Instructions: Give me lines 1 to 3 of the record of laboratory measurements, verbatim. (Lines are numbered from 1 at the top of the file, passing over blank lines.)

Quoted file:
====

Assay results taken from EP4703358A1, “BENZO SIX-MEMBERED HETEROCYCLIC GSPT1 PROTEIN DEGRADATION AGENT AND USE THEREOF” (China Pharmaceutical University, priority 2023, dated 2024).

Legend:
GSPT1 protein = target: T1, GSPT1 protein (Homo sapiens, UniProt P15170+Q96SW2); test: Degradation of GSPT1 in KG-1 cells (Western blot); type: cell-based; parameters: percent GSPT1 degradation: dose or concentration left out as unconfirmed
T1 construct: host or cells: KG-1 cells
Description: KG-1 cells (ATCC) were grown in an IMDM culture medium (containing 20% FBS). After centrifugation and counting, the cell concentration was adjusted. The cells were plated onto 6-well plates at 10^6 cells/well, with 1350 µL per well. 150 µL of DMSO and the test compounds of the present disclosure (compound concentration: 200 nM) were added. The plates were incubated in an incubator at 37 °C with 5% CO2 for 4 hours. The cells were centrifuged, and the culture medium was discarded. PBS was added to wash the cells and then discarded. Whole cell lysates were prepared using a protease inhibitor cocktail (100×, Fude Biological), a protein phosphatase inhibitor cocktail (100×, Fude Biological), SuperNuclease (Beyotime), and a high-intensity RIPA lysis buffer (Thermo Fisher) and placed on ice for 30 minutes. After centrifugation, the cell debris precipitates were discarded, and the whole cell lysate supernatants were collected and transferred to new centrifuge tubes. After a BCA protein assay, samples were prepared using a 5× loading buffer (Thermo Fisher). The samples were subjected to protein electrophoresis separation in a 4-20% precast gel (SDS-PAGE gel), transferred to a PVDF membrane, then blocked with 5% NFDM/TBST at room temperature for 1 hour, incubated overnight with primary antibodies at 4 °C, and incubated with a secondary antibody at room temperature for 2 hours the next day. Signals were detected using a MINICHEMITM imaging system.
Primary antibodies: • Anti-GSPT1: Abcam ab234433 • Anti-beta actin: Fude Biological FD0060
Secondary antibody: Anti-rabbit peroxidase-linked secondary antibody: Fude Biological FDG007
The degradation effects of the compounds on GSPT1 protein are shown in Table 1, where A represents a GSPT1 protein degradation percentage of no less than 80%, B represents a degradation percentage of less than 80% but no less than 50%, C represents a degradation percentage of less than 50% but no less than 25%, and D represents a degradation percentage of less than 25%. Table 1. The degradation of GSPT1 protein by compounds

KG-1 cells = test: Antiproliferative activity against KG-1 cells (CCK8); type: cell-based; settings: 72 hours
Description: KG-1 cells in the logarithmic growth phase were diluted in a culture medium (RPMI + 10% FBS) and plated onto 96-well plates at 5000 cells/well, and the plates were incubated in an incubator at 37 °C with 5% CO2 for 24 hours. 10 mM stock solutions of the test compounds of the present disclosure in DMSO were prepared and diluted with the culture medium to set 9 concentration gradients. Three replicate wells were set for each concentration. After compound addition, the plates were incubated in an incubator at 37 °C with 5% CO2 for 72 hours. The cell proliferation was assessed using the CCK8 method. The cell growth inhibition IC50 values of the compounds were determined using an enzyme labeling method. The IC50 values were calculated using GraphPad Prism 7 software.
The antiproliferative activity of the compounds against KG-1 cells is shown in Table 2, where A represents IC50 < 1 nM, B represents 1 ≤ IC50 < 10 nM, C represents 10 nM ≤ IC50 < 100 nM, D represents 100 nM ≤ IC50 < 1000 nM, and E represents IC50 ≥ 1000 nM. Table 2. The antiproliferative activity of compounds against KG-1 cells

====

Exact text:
Assay results taken from EP4703358A1, “BENZO SIX-MEMBERED HETEROCYCLIC GSPT1 PROTEIN DEGRADATION AGENT AND USE THEREOF” (China Pharmaceutical University, priority 2023, dated 2024).

Legend:
GSPT1 protein = target: T1, GSPT1 protein (Homo sapiens, UniProt P15170+Q96SW2); test: Degradation of GSPT1 in KG-1 cells (Western blot); type: cell-based; parameters: percent GSPT1 degradation: dose or concentration left out as unconfirmed